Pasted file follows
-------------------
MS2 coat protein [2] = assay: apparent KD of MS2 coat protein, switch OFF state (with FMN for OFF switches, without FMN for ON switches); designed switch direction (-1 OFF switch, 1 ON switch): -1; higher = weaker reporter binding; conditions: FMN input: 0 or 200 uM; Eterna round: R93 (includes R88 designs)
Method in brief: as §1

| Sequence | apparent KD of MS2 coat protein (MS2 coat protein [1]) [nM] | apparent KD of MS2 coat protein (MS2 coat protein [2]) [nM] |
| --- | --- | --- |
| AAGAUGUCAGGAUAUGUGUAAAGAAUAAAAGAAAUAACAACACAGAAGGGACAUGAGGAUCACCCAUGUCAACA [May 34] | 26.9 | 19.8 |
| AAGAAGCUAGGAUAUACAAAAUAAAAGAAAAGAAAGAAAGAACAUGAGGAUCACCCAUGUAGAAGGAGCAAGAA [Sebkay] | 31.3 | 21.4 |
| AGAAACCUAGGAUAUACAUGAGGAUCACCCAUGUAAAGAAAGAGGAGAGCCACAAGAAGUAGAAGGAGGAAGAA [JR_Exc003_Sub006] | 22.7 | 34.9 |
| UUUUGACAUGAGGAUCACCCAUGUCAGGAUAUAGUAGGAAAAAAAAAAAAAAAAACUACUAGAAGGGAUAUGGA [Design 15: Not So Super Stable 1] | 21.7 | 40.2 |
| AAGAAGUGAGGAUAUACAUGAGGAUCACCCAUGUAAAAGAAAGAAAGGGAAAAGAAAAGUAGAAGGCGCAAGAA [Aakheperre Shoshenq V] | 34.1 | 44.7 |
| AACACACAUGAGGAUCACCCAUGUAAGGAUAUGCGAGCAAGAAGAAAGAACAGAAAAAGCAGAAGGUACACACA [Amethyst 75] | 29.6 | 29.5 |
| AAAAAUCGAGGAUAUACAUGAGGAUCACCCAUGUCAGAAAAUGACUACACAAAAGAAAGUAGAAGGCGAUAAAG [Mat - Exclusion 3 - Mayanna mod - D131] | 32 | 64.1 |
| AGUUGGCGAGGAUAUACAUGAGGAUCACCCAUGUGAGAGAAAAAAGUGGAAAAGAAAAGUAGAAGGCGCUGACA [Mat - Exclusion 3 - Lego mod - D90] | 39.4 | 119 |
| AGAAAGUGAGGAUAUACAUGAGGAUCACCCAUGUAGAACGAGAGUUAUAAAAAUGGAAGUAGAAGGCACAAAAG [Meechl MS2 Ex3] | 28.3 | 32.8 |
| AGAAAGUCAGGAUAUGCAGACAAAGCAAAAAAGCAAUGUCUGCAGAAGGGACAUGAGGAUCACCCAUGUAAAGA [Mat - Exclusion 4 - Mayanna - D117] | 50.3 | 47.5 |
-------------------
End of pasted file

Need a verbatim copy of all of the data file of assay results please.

MS2 coat protein [2] = assay: apparent KD of MS2 coat protein, switch OFF state (with FMN for OFF switches, without FMN for ON switches); designed switch direction (-1 OFF switch, 1 ON switch): -1; higher = weaker reporter binding; conditions: FMN input: 0 or 200 uM; Eterna round: R93 (includes R88 designs)
Method in brief: as §1

| Sequence | apparent KD of MS2 coat protein (MS2 coat protein [1]) [nM] | apparent KD of MS2 coat protein (MS2 coat protein [2]) [nM] |
| --- | --- | --- |
| AAGAUGUCAGGAUAUGUGUAAAGAAUAAAAGAAAUAACAACACAGAAGGGACAUGAGGAUCACCCAUGUCAACA [May 34] | 26.9 | 19.8 |
| AAGAAGCUAGGAUAUACAAAAUAAAAGAAAAGAAAGAAAGAACAUGAGGAUCACCCAUGUAGAAGGAGCAAGAA [Sebkay] | 31.3 | 21.4 |
| AGAAACCUAGGAUAUACAUGAGGAUCACCCAUGUAAAGAAAGAGGAGAGCCACAAGAAGUAGAAGGAGGAAGAA [JR_Exc003_Sub006] | 22.7 | 34.9 |
| UUUUGACAUGAGGAUCACCCAUGUCAGGAUAUAGUAGGAAAAAAAAAAAAAAAAACUACUAGAAGGGAUAUGGA [Design 15: Not So Super Stable 1] | 21.7 | 40.2 |
| AAGAAGUGAGGAUAUACAUGAGGAUCACCCAUGUAAAAGAAAGAAAGGGAAAAGAAAAGUAGAAGGCGCAAGAA [Aakheperre Shoshenq V] | 34.1 | 44.7 |
| AACACACAUGAGGAUCACCCAUGUAAGGAUAUGCGAGCAAGAAGAAAGAACAGAAAAAGCAGAAGGUACACACA [Amethyst 75] | 29.6 | 29.5 |
| AAAAAUCGAGGAUAUACAUGAGGAUCACCCAUGUCAGAAAAUGACUACACAAAAGAAAGUAGAAGGCGAUAAAG [Mat - Exclusion 3 - Mayanna mod - D131] | 32 | 64.1 |
| AGUUGGCGAGGAUAUACAUGAGGAUCACCCAUGUGAGAGAAAAAAGUGGAAAAGAAAAGUAGAAGGCGCUGACA [Mat - Exclusion 3 - Lego mod - D90] | 39.4 | 119 |
| AGAAAGUGAGGAUAUACAUGAGGAUCACCCAUGUAGAACGAGAGUUAUAAAAAUGGAAGUAGAAGGCACAAAAG [Meechl MS2 Ex3] | 28.3 | 32.8 |
| AGAAAGUCAGGAUAUGCAGACAAAGCAAAAAAGCAAUGUCUGCAGAAGGGACAUGAGGAUCACCCAUGUAAAGA [Mat - Exclusion 4 - Mayanna - D117] | 50.3 | 47.5 |